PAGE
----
Author: Sumi Krishna
Publisher: Sage Publications
ISBN/UPC (if available): 8170365511
This book is an original, thought-provoking and gender-sensitive enquiry into why environmentalism has not yet had a greater impact on people's lives or on development policy in India. Thoroughly researched, it covers a wide range of pertinent issues and adds a different perspective to the debate on environment in India.
In the relatively short period of two decades since the emergence of environmentalism as an organized movement in contemporary India, environmental advocacy has matured from protesting against environmental damage to questioning the very character and course of development.
While sharing the environmentalists’ concern about the direction of development, Sumi Krishna does not restate well-worn arguments against conventional development, but provides instead an introspective analysis of the environmental movement and debate. The book challenges several ideological assumptions relating to environmental issues (including the glorification of an ecologically harmonious past), and questions the effectiveness of environmentalism in dealing with complex problems such as population growth, technological choice and conflicts over the use of resources.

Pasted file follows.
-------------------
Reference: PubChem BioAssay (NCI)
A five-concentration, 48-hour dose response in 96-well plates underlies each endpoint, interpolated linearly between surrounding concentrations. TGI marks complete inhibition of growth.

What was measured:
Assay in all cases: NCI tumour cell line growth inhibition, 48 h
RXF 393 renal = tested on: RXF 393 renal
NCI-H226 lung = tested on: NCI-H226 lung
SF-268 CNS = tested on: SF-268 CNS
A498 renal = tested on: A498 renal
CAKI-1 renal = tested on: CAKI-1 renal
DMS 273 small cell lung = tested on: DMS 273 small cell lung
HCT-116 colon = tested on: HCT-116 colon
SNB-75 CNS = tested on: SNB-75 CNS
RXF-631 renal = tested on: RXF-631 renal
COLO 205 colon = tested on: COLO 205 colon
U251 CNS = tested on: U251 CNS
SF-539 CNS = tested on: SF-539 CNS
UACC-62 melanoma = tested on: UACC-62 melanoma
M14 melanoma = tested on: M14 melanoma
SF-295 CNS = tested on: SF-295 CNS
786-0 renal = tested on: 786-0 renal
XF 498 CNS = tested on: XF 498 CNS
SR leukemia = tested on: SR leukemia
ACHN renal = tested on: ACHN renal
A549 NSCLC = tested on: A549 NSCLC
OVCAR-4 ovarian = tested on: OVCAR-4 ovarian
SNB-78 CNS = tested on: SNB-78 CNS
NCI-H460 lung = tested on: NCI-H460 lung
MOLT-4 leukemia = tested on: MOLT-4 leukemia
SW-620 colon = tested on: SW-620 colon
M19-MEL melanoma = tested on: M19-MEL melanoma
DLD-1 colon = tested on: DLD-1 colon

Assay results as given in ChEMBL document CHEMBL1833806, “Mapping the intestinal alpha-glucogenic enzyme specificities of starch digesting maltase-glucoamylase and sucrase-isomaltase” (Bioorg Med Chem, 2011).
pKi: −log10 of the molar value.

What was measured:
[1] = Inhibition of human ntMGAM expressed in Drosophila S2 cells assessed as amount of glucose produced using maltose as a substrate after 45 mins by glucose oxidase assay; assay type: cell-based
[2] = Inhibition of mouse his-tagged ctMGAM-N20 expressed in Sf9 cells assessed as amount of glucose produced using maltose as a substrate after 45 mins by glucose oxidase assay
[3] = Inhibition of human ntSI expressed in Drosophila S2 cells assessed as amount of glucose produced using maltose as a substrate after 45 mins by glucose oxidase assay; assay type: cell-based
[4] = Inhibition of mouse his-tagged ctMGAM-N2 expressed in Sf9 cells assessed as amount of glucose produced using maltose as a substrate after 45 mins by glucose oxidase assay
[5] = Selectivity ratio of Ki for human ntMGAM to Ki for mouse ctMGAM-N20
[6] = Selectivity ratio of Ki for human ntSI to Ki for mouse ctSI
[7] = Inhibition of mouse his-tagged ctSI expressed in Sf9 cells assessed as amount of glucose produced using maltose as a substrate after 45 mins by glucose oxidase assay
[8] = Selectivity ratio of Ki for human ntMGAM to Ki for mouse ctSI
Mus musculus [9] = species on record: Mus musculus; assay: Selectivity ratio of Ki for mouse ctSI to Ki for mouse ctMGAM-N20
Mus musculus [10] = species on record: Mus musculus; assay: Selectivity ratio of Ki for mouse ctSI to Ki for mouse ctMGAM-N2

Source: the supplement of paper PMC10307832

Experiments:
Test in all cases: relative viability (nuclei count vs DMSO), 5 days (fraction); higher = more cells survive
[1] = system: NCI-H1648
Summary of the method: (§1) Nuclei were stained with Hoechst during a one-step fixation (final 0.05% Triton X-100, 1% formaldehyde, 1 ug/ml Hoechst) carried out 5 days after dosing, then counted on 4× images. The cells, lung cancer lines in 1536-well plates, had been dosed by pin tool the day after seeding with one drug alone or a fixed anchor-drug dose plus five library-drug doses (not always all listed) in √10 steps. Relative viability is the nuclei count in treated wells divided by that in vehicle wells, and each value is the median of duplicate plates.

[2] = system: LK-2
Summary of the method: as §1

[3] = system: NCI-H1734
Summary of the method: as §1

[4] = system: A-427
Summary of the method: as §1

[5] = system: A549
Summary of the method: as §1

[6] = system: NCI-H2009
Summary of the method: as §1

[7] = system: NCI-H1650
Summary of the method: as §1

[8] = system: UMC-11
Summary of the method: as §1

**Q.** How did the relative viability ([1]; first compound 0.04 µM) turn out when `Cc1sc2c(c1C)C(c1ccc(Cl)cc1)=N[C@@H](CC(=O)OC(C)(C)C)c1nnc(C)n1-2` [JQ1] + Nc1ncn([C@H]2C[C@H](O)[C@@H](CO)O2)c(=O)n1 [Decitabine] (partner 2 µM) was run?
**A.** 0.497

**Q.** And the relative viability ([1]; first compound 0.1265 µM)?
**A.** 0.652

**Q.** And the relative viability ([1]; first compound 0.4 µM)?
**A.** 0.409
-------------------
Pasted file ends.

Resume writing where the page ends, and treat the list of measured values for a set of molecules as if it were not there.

Stressing the premise that the environmental movement is not homogeneous and that it encompasses a diversity of views and ideological positions, the author identifies and analyses the different approaches to environment. Wide-ranging case-studies reflect the successes and limitations of both institutional management and populist ecology, and the roles that tradition, caste, women and local communities play in environmental issues are dispassionately analysed. The author does not offer simplistic solutions in conclusion, but urges that environmentalism should be directed towards a broader agenda aimed at progressive changes in the structure of society. Emphasizing that people’s lives and their interactions with the environment will change over time, she argues that environmentalism should extend the range of choices for the poor, not diminish them.
It constitutes an immensely useful resource for institutions, development policy makers and planers, professionals and researchers dealing with environmental issues, as well as for activists and the general reader.
Prelude: The Human Factor in Environment
PART I: A KALEIDOSCOPE OF APPROACHES
Development: Cause or Cure?
The Tug-of-War in Bastar
The Limitations of Management
Tradition: Nostalgia Will Not Do
Castes and Women: Nurturing Diversity?
The Community Participation Bandwagon
PART II: UNRESOLVED CONFLICTS:
PEOPLE, TECHNOLOGY AND RESOURCES
Population and the Environment
Technology and Development
The Business of Sustainable Development
PART III: AFTERWORD: SYMBOL AND STRUCTURE